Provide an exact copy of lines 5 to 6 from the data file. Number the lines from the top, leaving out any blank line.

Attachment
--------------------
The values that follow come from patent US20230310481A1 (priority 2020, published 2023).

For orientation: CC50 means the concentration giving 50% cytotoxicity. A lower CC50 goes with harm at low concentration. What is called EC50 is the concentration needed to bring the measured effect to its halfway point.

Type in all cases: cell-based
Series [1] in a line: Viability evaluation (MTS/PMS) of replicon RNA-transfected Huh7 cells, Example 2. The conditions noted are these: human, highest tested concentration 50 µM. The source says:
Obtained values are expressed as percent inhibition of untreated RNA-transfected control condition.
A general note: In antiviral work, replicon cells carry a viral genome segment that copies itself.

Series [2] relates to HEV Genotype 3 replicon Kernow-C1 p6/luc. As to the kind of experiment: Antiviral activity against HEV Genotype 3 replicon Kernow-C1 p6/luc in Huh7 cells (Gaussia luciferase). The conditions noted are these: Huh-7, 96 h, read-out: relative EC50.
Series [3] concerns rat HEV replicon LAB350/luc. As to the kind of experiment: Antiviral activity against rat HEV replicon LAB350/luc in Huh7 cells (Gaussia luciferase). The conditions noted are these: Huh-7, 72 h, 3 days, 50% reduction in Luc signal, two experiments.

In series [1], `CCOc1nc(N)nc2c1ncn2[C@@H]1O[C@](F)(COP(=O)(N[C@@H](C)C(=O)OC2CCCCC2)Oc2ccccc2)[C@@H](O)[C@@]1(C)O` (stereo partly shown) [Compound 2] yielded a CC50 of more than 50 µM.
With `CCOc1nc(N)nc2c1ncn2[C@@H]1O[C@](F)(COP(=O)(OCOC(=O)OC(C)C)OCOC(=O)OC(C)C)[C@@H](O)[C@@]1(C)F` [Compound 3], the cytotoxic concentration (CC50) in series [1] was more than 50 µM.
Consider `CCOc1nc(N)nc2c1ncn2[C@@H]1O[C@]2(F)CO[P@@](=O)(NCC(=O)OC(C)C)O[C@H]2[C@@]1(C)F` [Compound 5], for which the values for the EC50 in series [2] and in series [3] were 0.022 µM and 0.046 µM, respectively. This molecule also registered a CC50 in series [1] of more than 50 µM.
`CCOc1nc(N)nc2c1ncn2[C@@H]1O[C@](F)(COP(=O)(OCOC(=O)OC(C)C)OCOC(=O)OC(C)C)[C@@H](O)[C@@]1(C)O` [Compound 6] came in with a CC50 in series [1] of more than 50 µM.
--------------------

Obtained values are expressed as percent inhibition of untreated RNA-transfected control condition.
A general note: In antiviral work, replicon cells carry a viral genome segment that copies itself.